Duck doings

Yesterday the newest mallard, Daisy, had departed the pond. I thought she was gone, but when I went downstairs early this morning for the 7 a.m. feeding (my favorite, as it’s quiet and nobody bothers me), there were Honey and Daisy in the narrow part of the pond, apparently awaiting breakfast:


What can I do? I have to feed them both. Yesterday I bought three big bags of frozen corn at the store, which should last about a week. More mealworms are on the way.

The good news is that Honey seems to tolerate Daisy better at feeding time, and will let me feed Daisy when she’s only a few yards away. Occasionally Honey will open her bill, lower her neck and make a beeline at Daisy, who flees, but the new duck soon comes swimming back. I’m hoping to socialize them so they become friends and not competitors, and also hoping that Daisy and Honey will migrate off together when the time comes.

18 Comments

  1. Randy schenck
    Posted August 16, 2017 at 12:19 pm | Permalink

    What happens if tomorrow they bring in three more friends. You may be taking out a loan soon.

    • Posted August 16, 2017 at 12:24 pm | Permalink

      I am committed to the welfare of all ducks in the pond.

      • Randy schenck
        Posted August 16, 2017 at 12:30 pm | Permalink

        Have you considered running for office?

        • Posted August 16, 2017 at 12:45 pm | Permalink

          We must make the Pond great again! There is nobody who cares for ducks better than I! I am the world’s best friend to ducks!

          • Randy schenck
            Posted August 16, 2017 at 12:49 pm | Permalink

            I think you’ve got!

          • jimroberts
            Posted August 16, 2017 at 1:06 pm | Permalink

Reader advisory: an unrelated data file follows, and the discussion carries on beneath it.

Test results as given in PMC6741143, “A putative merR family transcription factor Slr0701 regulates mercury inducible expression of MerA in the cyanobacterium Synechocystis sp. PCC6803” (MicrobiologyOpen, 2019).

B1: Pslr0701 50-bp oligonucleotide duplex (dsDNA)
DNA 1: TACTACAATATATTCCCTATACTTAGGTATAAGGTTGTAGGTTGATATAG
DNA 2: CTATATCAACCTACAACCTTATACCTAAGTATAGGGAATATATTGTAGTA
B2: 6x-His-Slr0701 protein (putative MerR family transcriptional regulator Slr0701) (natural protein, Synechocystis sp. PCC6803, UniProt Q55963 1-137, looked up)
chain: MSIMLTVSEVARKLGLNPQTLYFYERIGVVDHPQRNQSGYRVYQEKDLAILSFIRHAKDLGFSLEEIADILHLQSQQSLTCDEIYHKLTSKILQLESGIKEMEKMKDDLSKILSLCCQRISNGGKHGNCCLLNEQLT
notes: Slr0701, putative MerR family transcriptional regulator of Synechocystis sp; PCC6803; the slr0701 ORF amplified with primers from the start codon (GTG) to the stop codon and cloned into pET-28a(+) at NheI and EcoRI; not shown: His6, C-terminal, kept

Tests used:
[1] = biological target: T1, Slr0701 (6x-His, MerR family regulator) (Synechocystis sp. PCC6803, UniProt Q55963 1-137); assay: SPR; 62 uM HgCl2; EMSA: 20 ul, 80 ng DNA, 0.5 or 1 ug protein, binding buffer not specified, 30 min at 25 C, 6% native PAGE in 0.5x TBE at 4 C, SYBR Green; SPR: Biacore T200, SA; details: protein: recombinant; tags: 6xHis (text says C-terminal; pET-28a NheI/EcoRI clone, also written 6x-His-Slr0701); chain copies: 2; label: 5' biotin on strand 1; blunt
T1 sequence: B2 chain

And you’ll build a wall to keep cats away from the ducklings, and make the cats pay for it!

          • Posted August 16, 2017 at 1:44 pm | Permalink

            And you have the BEST ducks!

  2. busterggi
    Posted August 16, 2017 at 1:06 pm | Permalink

    Don’t wait too long to start putting up their winter quarters for them.

    • Posted August 16, 2017 at 3:30 pm | Permalink

      Yeah. In Finland by now we have an incredibly large population of ducks staying all through the winter, walking on ice, waiting for their lunch and dinner every day. Not a huge problem, mind you. Slightly worrisome, however, philosophically. Ducks aren’t supposed to be like cats and dogs, are they.

  3. Janet
    Posted August 16, 2017 at 1:23 pm | Permalink

    What if Daisy is not a Daisy but a David…and there is hanky-panky going on…

    • E.A. Blair
      Posted August 16, 2017 at 10:08 pm | Permalink

      What if Daisy is a Daisy – shouldn’t she be allowed to follow her duckish heart?

  4. Heather Hastie
    Posted August 16, 2017 at 1:34 pm | Permalink

    It’s great to see Daisy is still there keeping Honey company until they’re both fully fit for flight.

  5. Ken Kukec
    Posted August 16, 2017 at 1:42 pm | Permalink

    … there were Honey and Daisy in the narrow part of the pond, apparently awaiting breakfast …

    Call Deepak; I wanna come back as your duck. A being could do worse.

  6. David Duncan
    Posted August 16, 2017 at 3:24 pm | Permalink

    “7 a.m. feeding (my favorite, as it’s quiet and nobody bothers me)”

    Who would bother you at other times>

  7. amyt
    Posted August 16, 2017 at 3:57 pm | Permalink

    Now all you need is a goose and you can play “duck, duck, goose”!

  8. Michael Fisher
    Posted August 16, 2017 at 5:22 pm | Permalink

    You are in a position to play the 3-player version of the DUCK SOUP card game “It’ll drive you Quackers. Or get you Down”

    http://www.parlettgames.uk/oricards/ducksoup.html

  9. Posted August 16, 2017 at 11:03 pm | Permalink

    How lovely, PCC(E!
    The wild ducks here will scarf down the wildbird seed/cracked corn mix that end up on the ground beneath our birdfeeders.

  10. Bob
    Posted August 17, 2017 at 2:16 am | Permalink

    “Wanna buy a duck?” Joe Penner


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